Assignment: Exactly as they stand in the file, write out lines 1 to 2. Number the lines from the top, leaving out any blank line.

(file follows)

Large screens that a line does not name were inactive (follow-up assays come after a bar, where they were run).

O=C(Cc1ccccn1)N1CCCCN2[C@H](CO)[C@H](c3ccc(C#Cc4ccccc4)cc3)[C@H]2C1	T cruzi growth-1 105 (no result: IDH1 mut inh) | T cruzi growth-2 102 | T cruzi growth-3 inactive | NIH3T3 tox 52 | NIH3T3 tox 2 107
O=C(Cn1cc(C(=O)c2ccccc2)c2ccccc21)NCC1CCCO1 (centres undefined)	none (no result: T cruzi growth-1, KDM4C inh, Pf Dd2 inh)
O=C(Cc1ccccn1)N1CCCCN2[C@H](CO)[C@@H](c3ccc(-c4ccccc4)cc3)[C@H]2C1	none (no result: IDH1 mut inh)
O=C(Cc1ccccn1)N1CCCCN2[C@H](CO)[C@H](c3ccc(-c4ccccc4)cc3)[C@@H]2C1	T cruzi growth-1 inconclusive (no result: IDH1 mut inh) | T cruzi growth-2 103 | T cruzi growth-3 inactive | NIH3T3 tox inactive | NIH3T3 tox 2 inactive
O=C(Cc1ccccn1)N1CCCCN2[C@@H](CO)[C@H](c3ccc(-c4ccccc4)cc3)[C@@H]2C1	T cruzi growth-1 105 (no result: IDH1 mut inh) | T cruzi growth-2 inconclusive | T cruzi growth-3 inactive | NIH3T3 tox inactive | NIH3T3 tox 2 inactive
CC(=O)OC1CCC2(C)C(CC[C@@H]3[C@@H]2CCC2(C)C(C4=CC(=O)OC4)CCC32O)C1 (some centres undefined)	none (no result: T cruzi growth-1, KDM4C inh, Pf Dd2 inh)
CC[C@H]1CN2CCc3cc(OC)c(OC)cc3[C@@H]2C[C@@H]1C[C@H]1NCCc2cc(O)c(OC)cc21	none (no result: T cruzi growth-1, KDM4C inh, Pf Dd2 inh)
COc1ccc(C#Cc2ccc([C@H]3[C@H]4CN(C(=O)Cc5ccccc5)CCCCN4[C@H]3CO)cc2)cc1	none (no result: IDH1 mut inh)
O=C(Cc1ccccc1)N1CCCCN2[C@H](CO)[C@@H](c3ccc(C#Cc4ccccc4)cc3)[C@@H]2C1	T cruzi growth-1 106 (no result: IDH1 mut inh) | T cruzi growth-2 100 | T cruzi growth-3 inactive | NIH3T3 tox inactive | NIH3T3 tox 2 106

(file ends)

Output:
Large screens that a line does not name were inactive (follow-up assays come after a bar, where they were run).

O=C(Cc1ccccn1)N1CCCCN2[C@H](CO)[C@H](c3ccc(C#Cc4ccccc4)cc3)[C@H]2C1	T cruzi growth-1 105 (no result: IDH1 mut inh) | T cruzi growth-2 102 | T cruzi growth-3 inactive | NIH3T3 tox 52 | NIH3T3 tox 2 107